Passivhaus Wall Details
The following article contains excerpts, details and information from our book Understanding Passivhaus – The Simple Guide to Passivhaus Detailing and Design.
Windows perform a variety of functions in any building. They provide natural light, ventilation, a connection to the outside, sunlight, sound insulation and so on. In a Passivhaus, the windows also play a key role in the overall performance of the building. Thermal performance of the windows is a required standard of the Passivhaus.
The windows in a Passivhaus play a vital part in reducing energy demand by taking advantage of passive solar design strategies. High performance windows still have heat and energy losses much higher than the surrounding building envelope.
A U-value is used to measure the thermal efficiency of the window. The lower the U-value the better the thermal performance. A Passivhaus window must achieve a whole window U-value of 0.80W/m2k.
This low U-value keeps the internal temperature of the window at a comfortable level, removing any need to provide a heat source close to the window. The average temperature of the internal window surface should not fall below 17 ̊C on a cold day.
Be sure to double check manufacturer information with regards to U-values. Some refer to the U-value of the centre of the pane, while others will give an overall window U-value which includes the frame. Thermally, the weakest point of every window is the window spacer, usually made of aluminium. Designers are now specifying windows that have warm edge spacers made from thin stainless steel or thermoplastic material which considerably improve the overall window performance.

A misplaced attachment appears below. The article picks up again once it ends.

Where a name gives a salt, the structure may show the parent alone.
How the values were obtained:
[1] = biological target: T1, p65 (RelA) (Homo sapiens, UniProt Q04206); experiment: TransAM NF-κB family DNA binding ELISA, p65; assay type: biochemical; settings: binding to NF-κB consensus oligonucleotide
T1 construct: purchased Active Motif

Installation and positioning of the windows within the building envelope is key to ensuring the windows perform at their optimum level. Thermal bridges can occur if a window is installed incorrectly. The Passivhaus method is to place the window within the insulation layer of the wall to minimise thermal bridging. This means that the insulation is extended so that it overlaps the window frame. This helps to prevent any heat loss and raises the internal temperature. The installation of airtight tapes must also be carried out correctly in order to ensure the airtightness layer remains continuous.
Due to the nature of the building envelope, the windows can have very deep reveals. This can benefit the building by reducing solar gains during summer and minimising overheating, however, it is important to make sure the reveals do not prevent solar radiation in winter.
Passivhaus Window Details Examples
Passivhaus Certified Windows
Comar Aluminium window – Comar 10
Green Building Store – Ultra Insulated
The image below shows a selection of validated installations from the Certified Passive House Component Certificate.
Of course there are many other Passivhaus certified windows available to the UK market from Europe and beyond.
You can find the full list on the Passivhaus Database here:
Other Passivhaus Window Details Resources
Excellent article by Elrond Burrell all about the Passivhaus Window
Passivhaus Window U-Values
How to Build a Passivhaus – Passivhaus Trust
You might also be interested in: